With only two days in Naples, we had three things we wanted to do, and we started out with the museum. The next question was, would it be possible to see both Pompeii and Herculaneum in one day? Herculaneum was another city obliterated by Vesuvius in AD 79. It has the reputation of being a smaller, better-preserved ruin, and a very different experience than Pompeii.
Although it is theoretically possible, most of the advice sites suggested doing them on different days, and in the end we decided that we should assume that we will return (we still have Capri and the Amalfi Coast to see in this area, too), and we would regret not seeing Pompeii if we didn’t this time around.
So, we devoted an entire day to Pompeii, and even though I was excited to see it, it even exceeded my expectations. I don’t know where I got it in my head that the site was small, but it really is quite big, and we spent almost four leisurely hours there.
The commuter train from Naples takes about 35-40 minutes and drops tourists off almost right at the entrance. We had read that these trains are often filled to overflowing, so when it pulled into the station, we made sure to position ourselves advantageously and grabbed the first two seats together. We did not regret that strategy! It was helpful to know the length of the journey and the name of the stop before Pompeii since none of the stations are called out, and you don’t have too much time to get off the train.
You can rent a guide, rent an audio guide, or you can be cheap like us and download for free the Rick Steves audiotour for your MP3 players. He covers the highlights and says to leave at least three hours.
One of our questions has always been, if the city residents heard (and saw) the volcano explode, and the lava didn’t get to them for a day or so, why didn’t the people just run out of the city? Well, I guess many people did. Of the 20,000 residents, about 2,000 perished from suffocation as the ash covered them.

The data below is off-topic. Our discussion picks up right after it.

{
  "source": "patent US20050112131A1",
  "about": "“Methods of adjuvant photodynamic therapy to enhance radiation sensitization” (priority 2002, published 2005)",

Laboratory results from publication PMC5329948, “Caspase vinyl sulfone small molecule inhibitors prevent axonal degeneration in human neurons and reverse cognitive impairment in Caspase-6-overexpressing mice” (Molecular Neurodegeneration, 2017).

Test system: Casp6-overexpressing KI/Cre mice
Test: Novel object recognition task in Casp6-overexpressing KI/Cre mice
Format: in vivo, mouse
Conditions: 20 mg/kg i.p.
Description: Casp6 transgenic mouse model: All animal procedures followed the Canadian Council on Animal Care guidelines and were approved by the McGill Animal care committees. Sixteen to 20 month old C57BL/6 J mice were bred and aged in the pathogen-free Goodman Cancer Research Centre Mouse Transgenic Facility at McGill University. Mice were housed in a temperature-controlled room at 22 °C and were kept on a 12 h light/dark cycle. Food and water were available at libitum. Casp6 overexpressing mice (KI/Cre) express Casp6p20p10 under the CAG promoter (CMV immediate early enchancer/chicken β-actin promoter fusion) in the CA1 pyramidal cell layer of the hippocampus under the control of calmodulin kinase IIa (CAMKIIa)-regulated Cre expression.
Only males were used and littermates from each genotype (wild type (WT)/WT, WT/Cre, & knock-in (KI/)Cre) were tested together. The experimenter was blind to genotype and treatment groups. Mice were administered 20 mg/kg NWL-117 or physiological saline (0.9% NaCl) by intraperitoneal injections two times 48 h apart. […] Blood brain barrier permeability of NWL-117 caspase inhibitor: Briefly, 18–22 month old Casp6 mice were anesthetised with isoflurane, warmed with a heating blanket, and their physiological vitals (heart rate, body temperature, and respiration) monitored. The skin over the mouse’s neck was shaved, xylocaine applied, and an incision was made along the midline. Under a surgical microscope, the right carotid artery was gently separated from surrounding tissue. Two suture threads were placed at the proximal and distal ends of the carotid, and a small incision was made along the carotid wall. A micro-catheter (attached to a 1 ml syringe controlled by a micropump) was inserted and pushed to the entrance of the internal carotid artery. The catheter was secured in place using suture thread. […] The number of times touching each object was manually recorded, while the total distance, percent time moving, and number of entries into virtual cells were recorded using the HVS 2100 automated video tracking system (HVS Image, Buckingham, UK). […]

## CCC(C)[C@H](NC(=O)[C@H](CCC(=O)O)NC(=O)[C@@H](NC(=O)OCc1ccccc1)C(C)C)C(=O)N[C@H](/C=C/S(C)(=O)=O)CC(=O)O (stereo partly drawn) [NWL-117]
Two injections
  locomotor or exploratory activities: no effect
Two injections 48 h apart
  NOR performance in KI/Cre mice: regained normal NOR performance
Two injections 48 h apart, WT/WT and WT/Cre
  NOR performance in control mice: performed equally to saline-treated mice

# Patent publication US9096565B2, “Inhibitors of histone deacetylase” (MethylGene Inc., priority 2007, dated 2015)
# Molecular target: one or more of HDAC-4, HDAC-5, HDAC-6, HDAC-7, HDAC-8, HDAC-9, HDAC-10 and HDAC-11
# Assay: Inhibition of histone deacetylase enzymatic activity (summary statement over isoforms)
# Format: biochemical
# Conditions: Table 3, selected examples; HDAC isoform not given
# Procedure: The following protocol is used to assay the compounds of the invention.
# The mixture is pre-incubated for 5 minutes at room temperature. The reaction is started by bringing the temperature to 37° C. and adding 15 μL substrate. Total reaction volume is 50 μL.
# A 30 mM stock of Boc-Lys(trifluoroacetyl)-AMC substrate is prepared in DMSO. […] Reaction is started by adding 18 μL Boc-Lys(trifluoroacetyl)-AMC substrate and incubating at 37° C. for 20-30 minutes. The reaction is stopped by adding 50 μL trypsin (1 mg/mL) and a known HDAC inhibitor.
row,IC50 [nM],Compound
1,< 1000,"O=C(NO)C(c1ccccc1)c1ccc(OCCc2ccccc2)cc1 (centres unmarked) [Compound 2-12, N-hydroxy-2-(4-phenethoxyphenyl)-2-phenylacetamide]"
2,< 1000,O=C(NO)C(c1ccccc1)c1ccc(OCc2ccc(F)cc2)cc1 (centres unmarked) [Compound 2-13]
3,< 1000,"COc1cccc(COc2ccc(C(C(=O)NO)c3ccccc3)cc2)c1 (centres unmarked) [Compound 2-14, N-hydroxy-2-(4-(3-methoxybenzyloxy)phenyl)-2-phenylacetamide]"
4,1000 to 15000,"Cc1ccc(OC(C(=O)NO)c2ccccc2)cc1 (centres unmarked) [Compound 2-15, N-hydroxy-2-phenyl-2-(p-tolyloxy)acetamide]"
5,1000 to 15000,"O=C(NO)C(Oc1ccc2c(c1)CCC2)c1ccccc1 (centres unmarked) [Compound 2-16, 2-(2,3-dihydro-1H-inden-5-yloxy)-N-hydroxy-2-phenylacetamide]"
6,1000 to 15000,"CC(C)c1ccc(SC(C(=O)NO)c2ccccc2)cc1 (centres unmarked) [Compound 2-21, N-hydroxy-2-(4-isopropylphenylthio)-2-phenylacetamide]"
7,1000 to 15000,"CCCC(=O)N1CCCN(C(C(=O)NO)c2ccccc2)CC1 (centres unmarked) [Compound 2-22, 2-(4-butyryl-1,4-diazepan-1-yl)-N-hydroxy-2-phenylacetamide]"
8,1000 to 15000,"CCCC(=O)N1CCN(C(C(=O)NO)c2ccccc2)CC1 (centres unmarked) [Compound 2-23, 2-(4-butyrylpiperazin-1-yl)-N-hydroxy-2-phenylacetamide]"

The entrance of the city leads right into the Forum, the main center of activity for the city. Here you get a great view of Vesuvius, the Temple of Jupiter, some great columns, and even your Home Depot garden dept. showroom of vases and statues (along with many other things).
We have now seen our share of Roman baths, but these were the best preserved we’ve seen so far.
Here are the fast-food stalls. Kitchens in most houses were pretty small, so after your activity, you stopped by to pick up some food that was kept warm in pots.
The streets were pretty straight, and we saw many grooves created by wagon/chariot wheels.
Frescos were in pretty good shape.
Even in the brothel.
There were arenas for entertainment.
And plenty of greenery around, from trees and gardens to vineyards.
The beauty of the site impressed us, and we look forward one day to seeing Herculaneum.
The only disappointment was that the plaster casts of the bodies were out for restoration (and not at the restaurant…).